"Working on open source projects forces you to be both diligent and transparent about the changes you and your team are making, while allowing the community to review, iterate, and help to improve your work," says Emily Toop, Mobile Software Engineer at Mozilla.
Toop and the rest of the Mozilla mobile team build many projects — including the iOS version of the Firefox browser — in the open. However, maintaining the integrity of the codebase for repos like Firefox, which has over 1,350 forks, and approximately 5,500 commits by 75+ different contributors, often requires in-depth pull request reviews, proper testing and code coverage. All of which require a complete continuous integration (CI) system.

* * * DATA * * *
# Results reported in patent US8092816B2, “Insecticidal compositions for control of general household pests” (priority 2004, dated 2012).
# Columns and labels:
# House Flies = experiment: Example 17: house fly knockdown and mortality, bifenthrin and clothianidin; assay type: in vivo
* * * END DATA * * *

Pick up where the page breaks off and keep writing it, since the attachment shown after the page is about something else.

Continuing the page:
Unfortunately, setting up a reliable CI system to support their open source projects proved to be both a time-consuming and frustrating process for the Mozilla team.
Frustrating because the mobile team wanted to focus on building their apps rather than maintaining their build infrastructure. And problematic because flakey testing infrastructure slowed their release cycles, and degraded the quality of their codebase.
No matter which CI service they tried, it seemed as if a member of the team was always on-call to ensure their build, deploy and testing processes were, in fact, working.
"First we tried Xcode server, which seemed to break with each Xcode update. Then, we turned to Travis CI but we quickly found ourselves in the same situation: constant breaks with little insight into the cause," recalls Toop. "If we weren't constantly maintaining these solutions, they seemed to fail endlessly."